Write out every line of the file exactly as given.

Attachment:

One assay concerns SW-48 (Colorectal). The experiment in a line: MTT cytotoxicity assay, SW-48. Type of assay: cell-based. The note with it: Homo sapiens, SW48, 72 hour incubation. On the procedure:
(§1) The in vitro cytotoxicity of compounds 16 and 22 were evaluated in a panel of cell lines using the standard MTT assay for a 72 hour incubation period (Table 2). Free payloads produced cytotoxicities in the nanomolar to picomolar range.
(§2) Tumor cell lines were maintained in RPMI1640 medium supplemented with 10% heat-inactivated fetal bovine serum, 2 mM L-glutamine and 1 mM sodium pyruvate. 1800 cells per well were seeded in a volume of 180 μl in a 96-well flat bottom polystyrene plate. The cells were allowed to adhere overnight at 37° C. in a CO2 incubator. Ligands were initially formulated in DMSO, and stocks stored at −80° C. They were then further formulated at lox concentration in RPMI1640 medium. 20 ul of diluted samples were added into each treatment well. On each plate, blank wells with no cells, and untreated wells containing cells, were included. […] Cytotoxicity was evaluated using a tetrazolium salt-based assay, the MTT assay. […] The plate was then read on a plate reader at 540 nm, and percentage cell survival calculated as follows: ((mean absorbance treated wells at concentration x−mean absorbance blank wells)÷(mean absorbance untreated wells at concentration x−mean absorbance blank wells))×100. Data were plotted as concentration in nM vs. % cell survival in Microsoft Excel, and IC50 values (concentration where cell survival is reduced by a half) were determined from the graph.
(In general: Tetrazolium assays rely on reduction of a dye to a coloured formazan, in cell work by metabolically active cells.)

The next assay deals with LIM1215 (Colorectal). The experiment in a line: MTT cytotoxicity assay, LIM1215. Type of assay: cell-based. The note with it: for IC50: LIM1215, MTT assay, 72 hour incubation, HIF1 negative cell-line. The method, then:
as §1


One assay concerns SW-48 (Colorectal). The experiment in a line: MTT cytotoxicity assay, SW-48. Type of assay: cell-based. The note with it: Homo sapiens, SW48, 72 hour incubation. On the procedure:
(§1) The in vitro cytotoxicity of compounds 16 and 22 were evaluated in a panel of cell lines using the standard MTT assay for a 72 hour incubation period (Table 2). Free payloads produced cytotoxicities in the nanomolar to picomolar range.
(§2) Tumor cell lines were maintained in RPMI1640 medium supplemented with 10% heat-inactivated fetal bovine serum, 2 mM L-glutamine and 1 mM sodium pyruvate. 1800 cells per well were seeded in a volume of 180 μl in a 96-well flat bottom polystyrene plate. The cells were allowed to adhere overnight at 37° C. in a CO2 incubator. Ligands were initially formulated in DMSO, and stocks stored at −80° C. They were then further formulated at lox concentration in RPMI1640 medium. 20 ul of diluted samples were added into each treatment well. On each plate, blank wells with no cells, and untreated wells containing cells, were included. […] Cytotoxicity was evaluated using a tetrazolium salt-based assay, the MTT assay. […] The plate was then read on a plate reader at 540 nm, and percentage cell survival calculated as follows: ((mean absorbance treated wells at concentration x−mean absorbance blank wells)÷(mean absorbance untreated wells at concentration x−mean absorbance blank wells))×100. Data were plotted as concentration in nM vs. % cell survival in Microsoft Excel, and IC50 values (concentration where cell survival is reduced by a half) were determined from the graph.
(In general: Tetrazolium assays rely on reduction of a dye to a coloured formazan, in cell work by metabolically active cells.)

The next assay deals with LIM1215 (Colorectal). The experiment in a line: MTT cytotoxicity assay, LIM1215. Type of assay: cell-based. The note with it: for IC50: LIM1215, MTT assay, 72 hour incubation, HIF1 negative cell-line. The method, then:
as §1